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64 Publications

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    03/13/14 | Single-molecule dynamics of enhanceosome assembly in embryonic stem cells.
    Chen J, Zhang Z, Li Li , Chen B, Revyakin A, Hajj B, Legant W, Dahan M, Lionnet T, Betzig E, Tjian R, Liu Z
    Cell. 2014 Mar 13;156:1274-85. doi: 10.1016/j.cell.2014.01.062

    Enhancer-binding pluripotency regulators (Sox2 and Oct4) play a seminal role in embryonic stem (ES) cell-specific gene regulation. Here, we combine in vivo and in vitro single-molecule imaging, transcription factor (TF) mutagenesis, and ChIP-exo mapping to determine how TFs dynamically search for and assemble on their cognate DNA target sites. We find that enhanceosome assembly is hierarchically ordered with kinetically favored Sox2 engaging the target DNA first, followed by assisted binding of Oct4. Sox2/Oct4 follow a trial-and-error sampling mechanism involving 84-97 events of 3D diffusion (3.3-3.7 s) interspersed with brief nonspecific collisions (0.75-0.9 s) before acquiring and dwelling at specific target DNA (12.0-14.6 s). Sox2 employs a 3D diffusion-dominated search mode facilitated by 1D sliding along open DNA to efficiently locate targets. Our findings also reveal fundamental aspects of gene and developmental regulation by fine-tuning TF dynamics and influence of the epigenome on target search parameters.

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    Tjian LabLiu (Zhe) Lab
    03/10/14 | Charting Brachyury-mediated developmental pathways during early mouse embryogenesis.
    Lolas M, Valenzuela PD, Tjian R, Liu Z
    Proceedings of the National Academy of Sciences of the United States of America. 2014 Mar 10;111(12):4478-83. doi: 10.1073/pnas.1402612111

    To gain insights into coordinated lineage-specification and morphogenetic processes during early embryogenesis, here we report a systematic identification of transcriptional programs mediated by a key developmental regulator-Brachyury. High-resolution chromosomal localization mapping of Brachyury by ChIP sequencing and ChIP-exonuclease revealed distinct sequence signatures enriched in Brachyury-bound enhancers. A combination of genome-wide in vitro and in vivo perturbation analysis and cross-species evolutionary comparison unveiled a detailed Brachyury-dependent gene-regulatory network that directly links the function of Brachyury to diverse developmental pathways and cellular housekeeping programs. We also show that Brachyury functions primarily as a transcriptional activator genome-wide and that an unexpected gene-regulatory feedback loop consisting of Brachyury, Foxa2, and Sox17 directs proper stem-cell lineage commitment during streak formation. Target gene and mRNA-sequencing correlation analysis of the T(c) mouse model supports a crucial role of Brachyury in up-regulating multiple key hematopoietic and muscle-fate regulators. Our results thus chart a comprehensive map of the Brachyury-mediated gene-regulatory network and how it influences in vivo developmental homeostasis and coordination.

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    01/28/14 | Single-molecule tracking of the transcription cycle by sub-second RNA detection.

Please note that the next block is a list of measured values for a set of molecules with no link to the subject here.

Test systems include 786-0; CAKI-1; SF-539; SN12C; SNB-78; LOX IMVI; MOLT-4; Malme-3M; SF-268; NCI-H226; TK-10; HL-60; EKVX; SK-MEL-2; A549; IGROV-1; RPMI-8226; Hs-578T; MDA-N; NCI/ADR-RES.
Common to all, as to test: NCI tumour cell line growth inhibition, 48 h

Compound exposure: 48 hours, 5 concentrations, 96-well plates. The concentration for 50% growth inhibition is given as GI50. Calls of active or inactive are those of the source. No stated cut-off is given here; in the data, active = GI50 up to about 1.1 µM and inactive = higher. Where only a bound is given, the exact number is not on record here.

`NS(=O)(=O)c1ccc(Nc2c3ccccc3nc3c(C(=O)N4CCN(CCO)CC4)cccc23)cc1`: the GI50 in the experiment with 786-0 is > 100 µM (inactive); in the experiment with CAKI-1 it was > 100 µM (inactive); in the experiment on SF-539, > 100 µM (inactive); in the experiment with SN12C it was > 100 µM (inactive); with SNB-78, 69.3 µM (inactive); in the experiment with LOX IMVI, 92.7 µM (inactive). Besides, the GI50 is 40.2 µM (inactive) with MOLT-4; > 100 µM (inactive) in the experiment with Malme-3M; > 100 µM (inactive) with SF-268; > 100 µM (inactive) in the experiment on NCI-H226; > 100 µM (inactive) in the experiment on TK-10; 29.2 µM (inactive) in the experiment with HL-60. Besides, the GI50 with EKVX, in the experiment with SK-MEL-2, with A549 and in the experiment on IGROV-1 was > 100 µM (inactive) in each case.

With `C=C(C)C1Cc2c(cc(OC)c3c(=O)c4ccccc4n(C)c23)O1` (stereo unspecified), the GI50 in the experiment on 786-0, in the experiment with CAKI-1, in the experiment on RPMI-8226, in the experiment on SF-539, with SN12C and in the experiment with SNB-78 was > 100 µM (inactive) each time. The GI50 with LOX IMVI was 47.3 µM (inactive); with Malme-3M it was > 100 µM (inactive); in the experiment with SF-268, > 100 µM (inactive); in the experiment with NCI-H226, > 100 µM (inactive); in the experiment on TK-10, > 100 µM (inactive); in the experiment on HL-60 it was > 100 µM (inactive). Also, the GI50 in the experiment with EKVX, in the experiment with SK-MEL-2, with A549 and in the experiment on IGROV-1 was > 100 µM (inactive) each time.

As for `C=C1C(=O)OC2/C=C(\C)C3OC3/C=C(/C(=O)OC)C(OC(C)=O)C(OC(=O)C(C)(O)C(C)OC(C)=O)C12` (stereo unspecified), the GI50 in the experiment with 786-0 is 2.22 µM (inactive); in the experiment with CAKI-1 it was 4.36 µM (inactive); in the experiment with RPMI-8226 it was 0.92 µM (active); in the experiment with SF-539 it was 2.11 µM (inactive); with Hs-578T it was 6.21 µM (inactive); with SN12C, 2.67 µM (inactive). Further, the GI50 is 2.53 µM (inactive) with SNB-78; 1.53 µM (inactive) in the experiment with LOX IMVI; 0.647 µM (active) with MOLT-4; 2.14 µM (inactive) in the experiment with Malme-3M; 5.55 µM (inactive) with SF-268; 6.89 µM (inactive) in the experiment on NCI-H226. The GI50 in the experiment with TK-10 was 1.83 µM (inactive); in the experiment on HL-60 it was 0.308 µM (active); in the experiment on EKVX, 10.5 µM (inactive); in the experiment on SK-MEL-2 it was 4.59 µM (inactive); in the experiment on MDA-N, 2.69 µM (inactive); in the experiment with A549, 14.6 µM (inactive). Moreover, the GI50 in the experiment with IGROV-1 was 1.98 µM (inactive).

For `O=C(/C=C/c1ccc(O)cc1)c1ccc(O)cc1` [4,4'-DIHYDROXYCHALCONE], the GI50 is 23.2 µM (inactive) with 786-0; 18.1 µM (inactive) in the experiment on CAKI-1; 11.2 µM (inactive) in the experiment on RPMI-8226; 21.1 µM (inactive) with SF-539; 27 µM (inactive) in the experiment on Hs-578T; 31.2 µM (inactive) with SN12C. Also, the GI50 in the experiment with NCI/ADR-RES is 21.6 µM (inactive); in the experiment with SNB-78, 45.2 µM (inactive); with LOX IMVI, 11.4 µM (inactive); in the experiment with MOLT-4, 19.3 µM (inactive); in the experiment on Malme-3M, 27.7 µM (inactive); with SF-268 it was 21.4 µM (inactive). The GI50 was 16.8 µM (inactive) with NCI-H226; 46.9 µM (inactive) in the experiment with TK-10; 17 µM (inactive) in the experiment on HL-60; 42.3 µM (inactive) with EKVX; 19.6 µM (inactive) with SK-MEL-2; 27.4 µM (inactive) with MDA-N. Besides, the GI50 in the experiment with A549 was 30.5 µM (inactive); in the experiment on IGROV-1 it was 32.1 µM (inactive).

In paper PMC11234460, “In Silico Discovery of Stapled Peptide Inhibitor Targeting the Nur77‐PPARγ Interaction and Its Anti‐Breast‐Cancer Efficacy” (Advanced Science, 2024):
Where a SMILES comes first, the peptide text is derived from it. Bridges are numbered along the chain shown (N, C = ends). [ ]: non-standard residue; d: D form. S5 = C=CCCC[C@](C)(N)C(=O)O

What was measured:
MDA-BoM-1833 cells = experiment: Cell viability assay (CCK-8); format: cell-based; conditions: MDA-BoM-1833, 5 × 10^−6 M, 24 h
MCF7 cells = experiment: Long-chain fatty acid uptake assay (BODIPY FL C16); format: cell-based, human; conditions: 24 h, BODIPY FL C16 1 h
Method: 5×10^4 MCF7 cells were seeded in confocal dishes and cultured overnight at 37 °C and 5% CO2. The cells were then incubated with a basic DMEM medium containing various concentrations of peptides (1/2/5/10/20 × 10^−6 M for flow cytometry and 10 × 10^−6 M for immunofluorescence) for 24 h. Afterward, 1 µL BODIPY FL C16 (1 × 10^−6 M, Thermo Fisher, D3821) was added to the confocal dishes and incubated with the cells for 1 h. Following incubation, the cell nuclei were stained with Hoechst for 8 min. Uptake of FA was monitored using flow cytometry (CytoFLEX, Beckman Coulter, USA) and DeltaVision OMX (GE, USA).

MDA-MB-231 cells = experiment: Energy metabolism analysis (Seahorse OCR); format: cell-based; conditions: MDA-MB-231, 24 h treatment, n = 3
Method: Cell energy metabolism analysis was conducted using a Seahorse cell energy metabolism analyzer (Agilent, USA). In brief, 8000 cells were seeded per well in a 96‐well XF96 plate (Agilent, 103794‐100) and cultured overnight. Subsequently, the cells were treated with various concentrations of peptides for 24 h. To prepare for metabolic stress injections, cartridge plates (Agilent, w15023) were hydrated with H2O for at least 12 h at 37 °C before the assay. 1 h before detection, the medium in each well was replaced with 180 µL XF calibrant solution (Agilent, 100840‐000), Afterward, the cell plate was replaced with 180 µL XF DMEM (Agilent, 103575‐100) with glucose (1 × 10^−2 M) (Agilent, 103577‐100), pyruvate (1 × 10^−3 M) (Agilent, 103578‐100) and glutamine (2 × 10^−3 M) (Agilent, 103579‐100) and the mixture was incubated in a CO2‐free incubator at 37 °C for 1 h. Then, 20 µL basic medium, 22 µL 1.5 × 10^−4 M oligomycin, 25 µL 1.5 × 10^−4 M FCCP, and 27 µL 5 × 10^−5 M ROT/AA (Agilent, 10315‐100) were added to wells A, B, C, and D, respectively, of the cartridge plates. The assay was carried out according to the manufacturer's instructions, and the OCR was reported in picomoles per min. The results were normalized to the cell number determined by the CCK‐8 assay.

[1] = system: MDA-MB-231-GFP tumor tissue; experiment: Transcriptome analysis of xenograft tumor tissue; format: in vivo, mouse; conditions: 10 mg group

Zhang Z, Revyakin A, Grimm JB, Lavis LD, Tjian R
    eLife. 2014 Jan 28;3:e01775. doi: 10.7554/eLife.01775

    Transcription is an inherently stochastic, noisy, and multi-step process, in which fluctuations at every step can cause variations in RNA synthesis, and affect physiology and differentiation decisions in otherwise identical cells. However, it has been an experimental challenge to directly link the stochastic events at the promoter to transcript production. Here we established a fast fluorescence in situ hybridization (fastFISH) method that takes advantage of intrinsically unstructured nucleic acid sequences to achieve exceptionally fast rates of specific hybridization (\~{}10e7 M(-1)s(-1)), and allows deterministic detection of single nascent transcripts. Using a prototypical RNA polymerase, we demonstrated the use of fastFISH to measure the kinetic rates of promoter escape, elongation, and termination in one assay at the single-molecule level, at sub-second temporal resolution. The principles of fastFISH design can be used to study stochasticity in gene regulation, to select targets for gene silencing, and to design nucleic acid nanostructures. DOI:

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    Tjian Lab
    01/08/13 | Dual functions of TAF7L in adipocyte differentiation.
    Zhou H, Kaplan T, Li Y, Grubisic I, Zhang Z, Wang PJ, Eisen MB, Tjian R
    eLife. 2013 Jan 8;2:e00170. doi: 10.7554/eLife.00170

    The diverse transcriptional mechanisms governing cellular differentiation and development of mammalian tissue remains poorly understood. Here we report that TAF7L, a paralogue of TFIID subunit TAF7, is enriched in adipocytes and white fat tissue (WAT) in mouse. Depletion of TAF7L reduced adipocyte-specific gene expression, compromised adipocyte differentiation, and WAT development as well. Ectopic expression of TAF7L in myoblasts reprograms these muscle precursors into adipocytes upon induction. Genome-wide mRNA-seq expression profiling and ChIP-seq binding studies confirmed that TAF7L is required for activating adipocyte-specific genes via a dual mechanism wherein it interacts with PPARγ at enhancers and TBP/Pol II at core promoters. In vitro binding studies confirmed that TAF7L forms complexes with both TBP and PPARγ. These findings suggest that TAF7L plays an integral role in adipocyte gene expression by targeting enhancers as a cofactor for PPARγ and promoters as a component of the core transcriptional machinery.DOI:

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    Tjian Lab
    08/01/12 | Transcription initiation by human RNA polymerase II visualized at single-molecule resolution.
    Revyakin A, Zhang Z, Coleman RA, Li Y, Inouye C, Lucas JK, Park S, Chu S, Tjian R